Back when we first began planning to meet somewhere in the middle, New Orleans seemed like the perfect option. Not too far, but different enough from Maine and Oregon without having to deal with monetary exchange rates. And hot. Sultry. Swamp-like. Hot.
With a nod to my true nature this turned out not to be the case. NOLA was in the middle of a cold snap. Warmer, yes, than mid-coast Maine, and slightly drier than Portland, Oregon, it was still cold, with a stiff wind, and us without our basic winter garb- silks, balaklava, thermo-kevlar-diachrotic inner and outer liners, boots, hats, gloves, Inuit nose warmers.
But really, really wonderful, with a feeling of history and grace and slightly the worse-for-wear beauty that I thought only I possessed.
Here's me at Joey Bonhage's studio. Note the appearance of disbelief. We had ducked into the Commander's Palace for brunch, and found Joey was closed when we finally re-emerged from our food coma. Lafayette Cemetery, across the street, was also closed but we visited St. Louis No. 1 twice to make up for it.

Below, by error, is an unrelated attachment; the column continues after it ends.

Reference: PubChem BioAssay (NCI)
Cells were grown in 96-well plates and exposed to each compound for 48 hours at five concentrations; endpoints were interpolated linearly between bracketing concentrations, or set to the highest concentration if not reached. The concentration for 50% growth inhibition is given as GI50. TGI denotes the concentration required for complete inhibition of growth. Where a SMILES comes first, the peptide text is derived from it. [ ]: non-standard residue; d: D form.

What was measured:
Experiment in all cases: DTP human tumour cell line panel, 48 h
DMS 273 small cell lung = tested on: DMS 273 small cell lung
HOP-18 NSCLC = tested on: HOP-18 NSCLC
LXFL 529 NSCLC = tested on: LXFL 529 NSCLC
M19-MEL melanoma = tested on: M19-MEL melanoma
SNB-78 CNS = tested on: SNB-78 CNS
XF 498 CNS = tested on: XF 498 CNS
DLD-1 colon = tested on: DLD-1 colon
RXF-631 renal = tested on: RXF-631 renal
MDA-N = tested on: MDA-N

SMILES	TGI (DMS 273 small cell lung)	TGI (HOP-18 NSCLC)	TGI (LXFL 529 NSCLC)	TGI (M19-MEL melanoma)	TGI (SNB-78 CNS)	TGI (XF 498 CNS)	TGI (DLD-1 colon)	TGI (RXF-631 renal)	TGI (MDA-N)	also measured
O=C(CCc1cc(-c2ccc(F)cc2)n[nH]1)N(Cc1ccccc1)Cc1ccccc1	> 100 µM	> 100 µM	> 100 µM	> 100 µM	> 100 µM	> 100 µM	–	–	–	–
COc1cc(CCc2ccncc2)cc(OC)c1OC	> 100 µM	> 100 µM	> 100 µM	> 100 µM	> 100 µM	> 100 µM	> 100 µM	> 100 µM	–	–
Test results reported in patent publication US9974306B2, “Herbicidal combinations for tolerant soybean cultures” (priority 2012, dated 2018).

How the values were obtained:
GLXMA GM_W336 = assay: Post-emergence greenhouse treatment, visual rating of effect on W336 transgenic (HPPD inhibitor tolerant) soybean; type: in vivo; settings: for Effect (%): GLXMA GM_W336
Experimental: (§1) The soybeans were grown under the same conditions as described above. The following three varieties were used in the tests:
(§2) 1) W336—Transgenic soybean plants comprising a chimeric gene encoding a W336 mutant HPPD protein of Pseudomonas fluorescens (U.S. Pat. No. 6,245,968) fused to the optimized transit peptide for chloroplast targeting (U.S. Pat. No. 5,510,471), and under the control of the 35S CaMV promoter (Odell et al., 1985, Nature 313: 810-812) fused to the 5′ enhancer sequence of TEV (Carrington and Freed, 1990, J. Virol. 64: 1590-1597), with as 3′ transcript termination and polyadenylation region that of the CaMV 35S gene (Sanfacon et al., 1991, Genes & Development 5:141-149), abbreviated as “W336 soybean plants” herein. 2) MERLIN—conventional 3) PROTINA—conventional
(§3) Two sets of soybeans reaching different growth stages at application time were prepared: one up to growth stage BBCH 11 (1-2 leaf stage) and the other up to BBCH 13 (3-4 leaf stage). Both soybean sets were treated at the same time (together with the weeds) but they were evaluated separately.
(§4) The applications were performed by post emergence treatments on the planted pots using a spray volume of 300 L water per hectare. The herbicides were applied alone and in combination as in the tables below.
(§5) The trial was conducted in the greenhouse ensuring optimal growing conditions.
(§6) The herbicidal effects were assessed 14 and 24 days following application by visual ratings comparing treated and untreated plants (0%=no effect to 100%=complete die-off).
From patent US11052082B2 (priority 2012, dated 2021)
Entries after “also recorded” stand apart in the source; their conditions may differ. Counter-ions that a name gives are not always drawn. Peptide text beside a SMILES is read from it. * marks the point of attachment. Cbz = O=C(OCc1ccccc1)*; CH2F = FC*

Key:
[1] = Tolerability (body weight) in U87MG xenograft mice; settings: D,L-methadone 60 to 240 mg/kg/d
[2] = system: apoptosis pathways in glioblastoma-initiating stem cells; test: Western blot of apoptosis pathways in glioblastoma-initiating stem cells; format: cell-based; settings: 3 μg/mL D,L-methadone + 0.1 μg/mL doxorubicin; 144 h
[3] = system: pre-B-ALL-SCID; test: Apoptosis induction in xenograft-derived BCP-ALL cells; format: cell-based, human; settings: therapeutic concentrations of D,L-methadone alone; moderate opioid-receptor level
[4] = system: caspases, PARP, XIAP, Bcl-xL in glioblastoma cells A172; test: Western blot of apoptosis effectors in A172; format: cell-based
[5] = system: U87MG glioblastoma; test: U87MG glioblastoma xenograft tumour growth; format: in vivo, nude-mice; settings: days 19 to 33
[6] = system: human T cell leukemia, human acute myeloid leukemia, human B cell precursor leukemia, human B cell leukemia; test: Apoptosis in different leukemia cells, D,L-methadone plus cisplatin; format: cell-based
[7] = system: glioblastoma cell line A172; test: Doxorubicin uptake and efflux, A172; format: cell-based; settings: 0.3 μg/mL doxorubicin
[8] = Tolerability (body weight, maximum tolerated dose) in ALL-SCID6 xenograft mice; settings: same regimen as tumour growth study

This was a grave disappointment, but we recovered quickly and after another streetcar ride felt nearly back to normal.
The Krewe du Vieux- The first of the Mardi Gras parades of the season and one of the last to still eschew motorization with all the floats man or mule pulled, winding through the French Quarter and with a nice nasty political leftist bent.
We were there by luck and happenstance and the good fortune of knowing Peace Corps Dave, a New Orleans stalwart who turned us onto the parade, welcomed us to his place for a pre-party ( we bailed on the post party due to flop-belly- a condition well known to travelers far and near) and is an all around good person to know.
We wandered, took a couple of guided walking tours, ate, drank, wandered some more and got familiar with the tiniest portion of a really wonderful city.